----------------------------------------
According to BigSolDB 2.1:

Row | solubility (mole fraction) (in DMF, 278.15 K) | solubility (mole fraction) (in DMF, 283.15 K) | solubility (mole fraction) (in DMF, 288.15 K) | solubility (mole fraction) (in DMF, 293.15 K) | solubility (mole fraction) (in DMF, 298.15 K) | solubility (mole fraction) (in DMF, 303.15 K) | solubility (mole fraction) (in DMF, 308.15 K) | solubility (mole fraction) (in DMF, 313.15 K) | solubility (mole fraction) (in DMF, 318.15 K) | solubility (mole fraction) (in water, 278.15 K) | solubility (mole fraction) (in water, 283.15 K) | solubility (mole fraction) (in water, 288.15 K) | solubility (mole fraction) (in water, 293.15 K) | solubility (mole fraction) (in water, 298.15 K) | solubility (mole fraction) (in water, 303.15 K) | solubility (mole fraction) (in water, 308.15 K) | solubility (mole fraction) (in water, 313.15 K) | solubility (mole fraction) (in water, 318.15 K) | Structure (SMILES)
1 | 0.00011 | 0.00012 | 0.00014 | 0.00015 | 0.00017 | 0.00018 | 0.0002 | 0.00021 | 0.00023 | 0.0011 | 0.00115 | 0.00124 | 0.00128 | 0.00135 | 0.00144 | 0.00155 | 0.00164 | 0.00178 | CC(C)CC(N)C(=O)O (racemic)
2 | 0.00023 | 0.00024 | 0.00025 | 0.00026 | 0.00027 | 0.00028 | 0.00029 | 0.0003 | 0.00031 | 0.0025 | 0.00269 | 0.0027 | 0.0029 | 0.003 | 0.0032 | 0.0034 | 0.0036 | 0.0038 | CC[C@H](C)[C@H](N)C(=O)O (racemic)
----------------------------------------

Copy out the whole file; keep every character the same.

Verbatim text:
According to BigSolDB 2.1:

Row | solubility (mole fraction) (in DMF, 278.15 K) | solubility (mole fraction) (in DMF, 283.15 K) | solubility (mole fraction) (in DMF, 288.15 K) | solubility (mole fraction) (in DMF, 293.15 K) | solubility (mole fraction) (in DMF, 298.15 K) | solubility (mole fraction) (in DMF, 303.15 K) | solubility (mole fraction) (in DMF, 308.15 K) | solubility (mole fraction) (in DMF, 313.15 K) | solubility (mole fraction) (in DMF, 318.15 K) | solubility (mole fraction) (in water, 278.15 K) | solubility (mole fraction) (in water, 283.15 K) | solubility (mole fraction) (in water, 288.15 K) | solubility (mole fraction) (in water, 293.15 K) | solubility (mole fraction) (in water, 298.15 K) | solubility (mole fraction) (in water, 303.15 K) | solubility (mole fraction) (in water, 308.15 K) | solubility (mole fraction) (in water, 313.15 K) | solubility (mole fraction) (in water, 318.15 K) | Structure (SMILES)
1 | 0.00011 | 0.00012 | 0.00014 | 0.00015 | 0.00017 | 0.00018 | 0.0002 | 0.00021 | 0.00023 | 0.0011 | 0.00115 | 0.00124 | 0.00128 | 0.00135 | 0.00144 | 0.00155 | 0.00164 | 0.00178 | CC(C)CC(N)C(=O)O (racemic)
2 | 0.00023 | 0.00024 | 0.00025 | 0.00026 | 0.00027 | 0.00028 | 0.00029 | 0.0003 | 0.00031 | 0.0025 | 0.00269 | 0.0027 | 0.0029 | 0.003 | 0.0032 | 0.0034 | 0.0036 | 0.0038 | CC[C@H](C)[C@H](N)C(=O)O (racemic)